They should make one called “My American Cousin”…, oh wait! A Canadian already did that! And it was a great film.

American Wedding Cake, Yes, but No More ‘Pie’
LOS ANGELES (Reuters) – The pie is gone, and in its place is a humble, albeit small, serving of maturity and wedding cake for dessert.
Movie “American Wedding,” the third and final chapter — its backers say — in the wildly successful series of raunchy, male coming-of-age comedies that started with 1999’s “American Pie,” debuts in theaters on Friday.
But there will be no “American Baby” after Jim (Jason Biggs) and Michelle (Alyson Hannigan) tie the knot in “Wedding.” Nor will there be an “American Divorce,” the movie’s makers said in recent interviews.
“All the characters have gone from A-to-B. There is no more journey for them to take.” said series creator and writer Adam Herz, 30. “We’ve watched them grow from kids to adults.”
Even Steve Stifler (Seann William Scott), the oversexed troublemaker among the group of 20-something friends — Jim, Kevin (Thomas Ian Nicholas), Finch (Eddie Kay Thomas) — does a little growing up in “American Wedding.”
When the first “Pie” hit theaters, it was in the vanguard of then-popular “gross-out” comedies. Several scenes pushed the boundaries of good taste including one in which Jim, a virgin, uses his mother’s homemade pie as a sexual aid.
But in the end, “Pie” served up a rather sweet message about high schoolers losing their virginity, and the storytelling helped boost its U.S. and Canadian ticket sales to $101 million and made it a hit.
In 2001, “Pie 2” had the friends on college summer break and primed for a raunchy sex romp. While it raked in $145 million in ticket sales, “Pie 2” won only mixed reviews.
Herz said the storyteller in him was not pleased with “Pie 2,” so for “Wedding” he went back to what worked in the first film. It wasn’t the gross-out humor — though there is plenty of that in “Wedding” including a running gag about shaving pubic hair — but rather it was an emotional tale of what people will do for love and for the ones they love.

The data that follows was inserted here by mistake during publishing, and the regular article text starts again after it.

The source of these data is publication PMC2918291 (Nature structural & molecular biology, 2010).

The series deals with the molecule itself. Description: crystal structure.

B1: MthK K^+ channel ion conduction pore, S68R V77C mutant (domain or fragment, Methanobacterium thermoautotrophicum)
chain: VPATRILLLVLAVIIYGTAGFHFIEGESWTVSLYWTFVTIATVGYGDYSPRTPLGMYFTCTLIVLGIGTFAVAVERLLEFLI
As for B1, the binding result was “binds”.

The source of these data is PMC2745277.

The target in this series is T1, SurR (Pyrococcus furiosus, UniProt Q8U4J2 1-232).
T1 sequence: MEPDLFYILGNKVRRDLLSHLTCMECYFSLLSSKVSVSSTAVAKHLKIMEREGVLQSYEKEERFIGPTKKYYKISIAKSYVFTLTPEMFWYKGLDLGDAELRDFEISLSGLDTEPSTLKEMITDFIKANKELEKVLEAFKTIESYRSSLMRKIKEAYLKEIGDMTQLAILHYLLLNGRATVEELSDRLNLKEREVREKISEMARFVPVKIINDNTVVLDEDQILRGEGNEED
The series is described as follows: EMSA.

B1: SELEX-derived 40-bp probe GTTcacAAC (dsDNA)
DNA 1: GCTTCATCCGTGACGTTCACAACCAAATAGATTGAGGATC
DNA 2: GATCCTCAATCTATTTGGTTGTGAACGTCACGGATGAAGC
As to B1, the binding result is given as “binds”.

“It’s more like the first movie,” said Biggs, “It’s a movie with heart.”
Eugene Levy, who plays Jim’s geeky yet emotionally available father, called the new movie’s recipe “raunchiness underpinned by the sentimentality of the wedding.”
As the movie picks up, Jim has decided to pop the big question to Michelle, with whom he finally hooked up at band camp in “Pie 2.” She, of course, says “yes” to his proposal.
What follows is a walk down a rather well-worn pathway to the altar. There is the telling of the good news to friends, the meeting of the parents, the choice of a best man and bridesmaid and selection of a wedding dress, a caterer and a chapel — which is difficult if the groom is Jewish and the bride is not.
But that pathway in a “Pie” movie is anything but well-worn. In this case, the walk includes sex in public places, a bachelors’ night out in a gay bar and a war of words and pranks between Stifler and Finch for the affection of Michelle’s sister, Cadence (January Jones).
While Jim and Michelle’s wedding is the movie’s climax, the love triangle between Stifler, Cadence and Finch provides much of the movie’s tension. To win Cadence’s devotion, Stifler must curb his overactive libido, and by the movie’s end he has learned a thing or two about devotion to friends and family.
In fact, much of “American Wedding” is devoted to Stifler growing from a man who behaves like an adolescent to a man who behaves, at least sometimes, like a man.
“He is the last guy to really come of age,” said Herz.